15. The Panel were less convinced regarding the second part of the stem, namely that Patient A had a potential sepsis diagnosis and did not find this proved on the balance of probabilities. The evidence from BM was that the EPCR (Electronic Patient Clinical Record) would automatically flag up that the issue of sepsis should at least be considered, in light of the recorded observations. This is not the same as Patient A’s symptoms having been assessed by a clinician as potentially warranting a sepsis diagnosis, and including this potential diagnosis in the stem could give the erroneous impression that Patient A’s condition was more serious than it actually was.
16. The Panel, having received legal advice from the Legal Assessor, took the view they were entitled to consider these two aspects of the stem disjunctively.
Particular 1(a) – Found Proved (in part)
Did not record offering and / or considering the use of and / or administering analgesia to Patient A;
17. The Panel found Particular 1(a) proved in respect of the Registrant not recording offering and / or not recording considering the use of analgesia. It concluded that Particular 1(a) was not proved in respect of not recording administering analgesia.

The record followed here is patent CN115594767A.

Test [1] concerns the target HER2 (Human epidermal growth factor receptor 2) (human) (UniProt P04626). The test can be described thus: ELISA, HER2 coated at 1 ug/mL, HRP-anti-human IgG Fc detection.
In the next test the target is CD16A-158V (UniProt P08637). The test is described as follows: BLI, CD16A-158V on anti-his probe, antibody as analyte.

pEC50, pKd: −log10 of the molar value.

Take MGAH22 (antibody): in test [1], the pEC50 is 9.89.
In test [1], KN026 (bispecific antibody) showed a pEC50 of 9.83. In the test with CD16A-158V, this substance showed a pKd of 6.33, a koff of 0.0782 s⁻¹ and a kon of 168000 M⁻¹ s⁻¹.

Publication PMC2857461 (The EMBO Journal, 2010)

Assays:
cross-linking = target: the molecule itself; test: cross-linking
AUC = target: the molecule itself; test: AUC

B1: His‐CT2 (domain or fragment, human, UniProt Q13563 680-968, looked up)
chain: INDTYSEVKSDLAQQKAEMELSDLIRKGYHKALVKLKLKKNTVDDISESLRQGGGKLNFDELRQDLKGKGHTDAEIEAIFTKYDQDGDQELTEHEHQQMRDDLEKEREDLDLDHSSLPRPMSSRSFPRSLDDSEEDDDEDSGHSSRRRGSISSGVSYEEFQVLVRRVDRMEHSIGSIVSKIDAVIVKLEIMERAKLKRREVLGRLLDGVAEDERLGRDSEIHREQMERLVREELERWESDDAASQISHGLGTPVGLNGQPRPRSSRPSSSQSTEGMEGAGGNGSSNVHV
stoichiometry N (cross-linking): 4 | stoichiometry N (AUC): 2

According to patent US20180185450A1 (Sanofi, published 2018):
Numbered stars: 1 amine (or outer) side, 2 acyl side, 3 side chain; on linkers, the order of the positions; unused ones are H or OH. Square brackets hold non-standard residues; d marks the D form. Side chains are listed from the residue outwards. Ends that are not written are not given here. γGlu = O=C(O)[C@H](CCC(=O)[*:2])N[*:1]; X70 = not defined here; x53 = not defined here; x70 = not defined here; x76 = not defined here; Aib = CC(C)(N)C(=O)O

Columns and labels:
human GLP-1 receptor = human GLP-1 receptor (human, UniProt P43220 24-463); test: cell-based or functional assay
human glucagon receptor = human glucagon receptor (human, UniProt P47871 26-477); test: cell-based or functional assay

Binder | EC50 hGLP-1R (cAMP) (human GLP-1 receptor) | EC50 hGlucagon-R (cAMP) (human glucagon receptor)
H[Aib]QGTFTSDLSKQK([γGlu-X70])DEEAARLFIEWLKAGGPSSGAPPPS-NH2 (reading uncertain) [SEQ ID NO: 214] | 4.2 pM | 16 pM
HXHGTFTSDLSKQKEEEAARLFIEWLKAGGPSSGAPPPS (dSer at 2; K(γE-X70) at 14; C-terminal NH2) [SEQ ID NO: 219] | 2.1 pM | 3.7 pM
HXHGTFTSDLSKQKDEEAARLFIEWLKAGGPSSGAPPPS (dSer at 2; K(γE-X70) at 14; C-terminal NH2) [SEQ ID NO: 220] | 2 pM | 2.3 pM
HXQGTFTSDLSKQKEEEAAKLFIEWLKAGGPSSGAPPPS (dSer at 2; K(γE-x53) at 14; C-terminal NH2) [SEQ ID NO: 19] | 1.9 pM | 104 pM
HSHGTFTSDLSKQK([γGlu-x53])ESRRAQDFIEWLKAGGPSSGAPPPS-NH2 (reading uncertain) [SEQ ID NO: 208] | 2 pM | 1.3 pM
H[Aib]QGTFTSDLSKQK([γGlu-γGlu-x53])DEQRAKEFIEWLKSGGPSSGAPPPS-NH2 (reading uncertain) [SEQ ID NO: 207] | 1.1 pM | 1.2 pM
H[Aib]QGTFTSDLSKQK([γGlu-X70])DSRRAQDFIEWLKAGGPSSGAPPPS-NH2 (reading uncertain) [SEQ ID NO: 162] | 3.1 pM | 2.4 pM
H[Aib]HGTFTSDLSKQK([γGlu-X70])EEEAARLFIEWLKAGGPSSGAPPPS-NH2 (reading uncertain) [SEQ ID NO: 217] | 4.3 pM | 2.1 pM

18. Patient A was an elderly lady in her 80s who lived at home. She had a fall on 1 April 2017, landing on the floor. She was able to activate her Careline pendant. The Registrant was the first responder who attended upon her. It is recorded in the EPCR document that upon arrival, Patient A was conscious, alert, breathing and had good colour. There were no obvious signs of trauma or injury. Patient A told the Registrant that she had tripped and fallen when moving between rooms. However, she did complain of groin and abdominal pain. Her pain score was recorded as being 10 out of 10, and she reported that she had had a vaginal bleed. A pain score is usually taken directly from a patient’s subjective perspective as part of an initial clinical assessment. The usual wording that a paramedic might use is: “On a sliding scale of zero being no pain and 10 being the worst pain you have ever felt, score your pain between zero and 10.”